Connected car technology boosts dealers’ customer loyalty

Connected car technology boosts dealers’ customer loyalty

Connected cars provide a wide range of advances and additional services for car owners – including smartphone integration, roadside assistance, parking apps, remote diagnostics and voice commands. But the technology also has its benefits for manufacturers and dealers, helping to streamline aftermarket services and boost retention rates.

In our last blog, we looked at how connected cars are revolutionising motoring, with a focus on driver benefits. Here we will explore how manufacturers and dealers can use the technology to provide a better service and, therefore, boost customer loyalty.

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How connected cars can boost customer retention

Many models of connected cars are constantly transmitting data back to the manufacturer about location, wear and tear, mileage and even when they’ve been involved in a bump. This data can be used to contact the customer about their annual MOT or service and automatically book them in at a franchise dealer, or dealer of their choice. In future, it could monitor when a part will fail, inform the customer that it needs replacing, purchase and arrange delivery of the necessary part to the repair centre of choice and book them in.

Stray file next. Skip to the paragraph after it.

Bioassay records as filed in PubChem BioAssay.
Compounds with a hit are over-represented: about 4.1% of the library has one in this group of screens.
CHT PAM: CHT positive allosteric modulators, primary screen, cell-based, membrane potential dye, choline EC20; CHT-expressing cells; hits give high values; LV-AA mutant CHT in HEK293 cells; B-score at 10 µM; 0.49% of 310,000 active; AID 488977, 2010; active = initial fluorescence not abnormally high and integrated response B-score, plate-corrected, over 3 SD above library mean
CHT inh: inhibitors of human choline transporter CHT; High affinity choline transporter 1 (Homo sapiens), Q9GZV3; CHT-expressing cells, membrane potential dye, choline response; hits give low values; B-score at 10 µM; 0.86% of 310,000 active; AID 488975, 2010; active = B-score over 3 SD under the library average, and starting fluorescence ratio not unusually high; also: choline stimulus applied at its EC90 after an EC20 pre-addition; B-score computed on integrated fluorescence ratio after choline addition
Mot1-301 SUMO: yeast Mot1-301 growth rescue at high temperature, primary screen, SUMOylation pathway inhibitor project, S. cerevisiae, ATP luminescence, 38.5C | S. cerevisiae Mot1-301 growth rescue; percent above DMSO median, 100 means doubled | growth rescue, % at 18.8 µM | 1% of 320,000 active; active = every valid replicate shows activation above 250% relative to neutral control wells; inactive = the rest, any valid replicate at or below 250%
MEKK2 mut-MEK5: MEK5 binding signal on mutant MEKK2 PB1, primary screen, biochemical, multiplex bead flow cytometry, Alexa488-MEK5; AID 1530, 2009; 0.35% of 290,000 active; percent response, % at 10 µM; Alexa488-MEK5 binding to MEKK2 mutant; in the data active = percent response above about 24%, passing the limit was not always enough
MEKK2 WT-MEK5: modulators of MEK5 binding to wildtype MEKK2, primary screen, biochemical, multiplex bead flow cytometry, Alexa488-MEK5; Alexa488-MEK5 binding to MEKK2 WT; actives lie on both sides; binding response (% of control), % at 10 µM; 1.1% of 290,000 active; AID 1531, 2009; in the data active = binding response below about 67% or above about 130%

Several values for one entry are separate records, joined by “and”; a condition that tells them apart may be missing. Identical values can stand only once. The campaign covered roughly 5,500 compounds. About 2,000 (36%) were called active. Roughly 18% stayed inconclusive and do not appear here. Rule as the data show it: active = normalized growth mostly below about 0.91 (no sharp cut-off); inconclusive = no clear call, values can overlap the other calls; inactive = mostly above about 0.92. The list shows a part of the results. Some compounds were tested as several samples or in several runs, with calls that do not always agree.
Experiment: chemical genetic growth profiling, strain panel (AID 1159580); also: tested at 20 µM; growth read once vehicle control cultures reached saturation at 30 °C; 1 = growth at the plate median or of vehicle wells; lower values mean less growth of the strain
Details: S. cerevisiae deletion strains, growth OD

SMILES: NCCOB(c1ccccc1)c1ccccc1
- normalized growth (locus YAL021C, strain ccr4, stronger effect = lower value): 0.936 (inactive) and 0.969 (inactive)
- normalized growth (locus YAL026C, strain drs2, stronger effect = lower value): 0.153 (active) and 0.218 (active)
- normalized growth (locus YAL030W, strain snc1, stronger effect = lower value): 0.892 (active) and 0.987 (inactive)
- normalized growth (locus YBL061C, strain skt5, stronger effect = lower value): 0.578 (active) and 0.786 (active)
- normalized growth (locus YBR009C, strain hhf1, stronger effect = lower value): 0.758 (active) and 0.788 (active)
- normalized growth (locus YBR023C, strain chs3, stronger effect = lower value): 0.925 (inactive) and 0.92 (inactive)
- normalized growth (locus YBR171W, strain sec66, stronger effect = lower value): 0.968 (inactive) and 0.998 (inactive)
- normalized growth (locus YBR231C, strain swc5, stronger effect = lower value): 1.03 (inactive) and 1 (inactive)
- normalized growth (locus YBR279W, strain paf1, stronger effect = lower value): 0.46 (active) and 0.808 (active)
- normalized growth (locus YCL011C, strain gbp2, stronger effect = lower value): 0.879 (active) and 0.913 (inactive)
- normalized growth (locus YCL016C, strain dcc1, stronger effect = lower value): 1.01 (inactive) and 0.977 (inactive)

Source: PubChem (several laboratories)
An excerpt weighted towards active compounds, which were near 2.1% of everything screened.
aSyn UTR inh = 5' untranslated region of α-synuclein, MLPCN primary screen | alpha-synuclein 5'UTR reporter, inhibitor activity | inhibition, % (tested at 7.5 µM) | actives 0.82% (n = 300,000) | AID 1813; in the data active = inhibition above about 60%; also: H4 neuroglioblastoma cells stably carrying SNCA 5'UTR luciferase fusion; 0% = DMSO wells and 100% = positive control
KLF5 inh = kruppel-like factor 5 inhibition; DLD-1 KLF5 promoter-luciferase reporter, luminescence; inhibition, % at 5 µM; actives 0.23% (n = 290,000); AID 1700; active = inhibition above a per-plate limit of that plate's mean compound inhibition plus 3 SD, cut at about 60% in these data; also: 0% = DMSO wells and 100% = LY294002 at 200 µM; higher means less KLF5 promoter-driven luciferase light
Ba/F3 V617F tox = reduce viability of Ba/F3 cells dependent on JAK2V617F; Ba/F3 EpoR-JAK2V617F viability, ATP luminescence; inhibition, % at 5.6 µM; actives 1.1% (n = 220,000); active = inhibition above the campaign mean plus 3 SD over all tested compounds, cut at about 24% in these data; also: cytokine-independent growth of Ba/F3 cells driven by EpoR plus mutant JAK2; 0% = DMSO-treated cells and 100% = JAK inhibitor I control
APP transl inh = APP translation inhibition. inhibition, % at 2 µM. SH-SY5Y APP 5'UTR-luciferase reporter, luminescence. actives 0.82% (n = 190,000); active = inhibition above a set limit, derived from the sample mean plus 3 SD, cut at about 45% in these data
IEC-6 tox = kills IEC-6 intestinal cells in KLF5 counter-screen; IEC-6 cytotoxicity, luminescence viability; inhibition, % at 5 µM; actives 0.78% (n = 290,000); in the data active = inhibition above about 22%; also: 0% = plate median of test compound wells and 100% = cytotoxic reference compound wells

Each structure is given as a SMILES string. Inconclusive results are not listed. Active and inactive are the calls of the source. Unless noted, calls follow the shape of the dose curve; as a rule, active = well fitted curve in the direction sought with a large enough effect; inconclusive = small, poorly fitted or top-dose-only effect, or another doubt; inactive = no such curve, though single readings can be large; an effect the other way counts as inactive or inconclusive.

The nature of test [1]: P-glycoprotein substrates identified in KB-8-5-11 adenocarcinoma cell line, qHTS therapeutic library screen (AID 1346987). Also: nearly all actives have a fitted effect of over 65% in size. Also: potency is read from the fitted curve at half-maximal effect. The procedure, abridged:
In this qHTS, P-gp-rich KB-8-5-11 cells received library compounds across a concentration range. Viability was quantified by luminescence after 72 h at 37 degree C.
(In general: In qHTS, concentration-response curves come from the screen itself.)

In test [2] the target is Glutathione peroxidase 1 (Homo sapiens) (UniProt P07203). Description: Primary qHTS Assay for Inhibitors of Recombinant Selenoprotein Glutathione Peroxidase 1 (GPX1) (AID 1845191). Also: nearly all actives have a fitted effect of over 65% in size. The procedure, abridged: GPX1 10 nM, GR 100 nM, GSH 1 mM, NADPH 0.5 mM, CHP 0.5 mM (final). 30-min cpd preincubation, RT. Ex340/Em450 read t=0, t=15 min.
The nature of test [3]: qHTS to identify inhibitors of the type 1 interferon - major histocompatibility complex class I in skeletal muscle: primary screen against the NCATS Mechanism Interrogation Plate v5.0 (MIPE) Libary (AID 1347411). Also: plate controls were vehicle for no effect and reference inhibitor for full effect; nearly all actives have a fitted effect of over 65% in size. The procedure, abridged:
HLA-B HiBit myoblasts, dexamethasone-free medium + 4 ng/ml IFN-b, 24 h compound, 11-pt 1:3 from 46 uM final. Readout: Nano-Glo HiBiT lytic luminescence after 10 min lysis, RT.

There are other benefits for manufacturers and retailers also. The technology can inform intelligent stock management systems, replacing the traditionally low-tech, trial-and-error process driven largely by the service team’s experience. By using historical data collected from connected cars as well as service and repair histories, systems can ascertain what stock levels should be at certain points, and recommend orders to dealers based on the output.

These streamlined, automated services can help save time, money and provide a more proactive service for customers, who may not need to leave their vehicle at the repair centre while a replacement part is delivered, because it arrived before they did.

Giving connected car owners a choice

Concerns have been voiced surrounding how connected car technology could lead to manufacturers monopolising access to data, giving them an advantage in the competitive aftercare repair market. Last year, Independent Automotive Aftermarket Federation (IAAF) chief executive Wendy Williamson spoke about this at the Automechanika expo, at the NEC in Birmingham, according to a report from AM Online.

She said: “The big challenge with autonomous vehicles will be access to information to repair them.

“Undoubtedly the vehicles manufacturers want to have all the access to these vehicles through their own servers, their interface, using their log-ins. This threatens the very livelihood of the aftermarket as (under these circumstances) we would rely on VMs to give us access to a vehicle’s data in a timeframe they determined.

“We need to be able to continue doing what we’ve always done in giving customers choice to have their vehicles serviced where they want and when they want, by whoever they want.”

While challenges still lay ahead for this growing technology, there are clear benefits for the entire automotive industry, from the manufacturer down to individual drivers.

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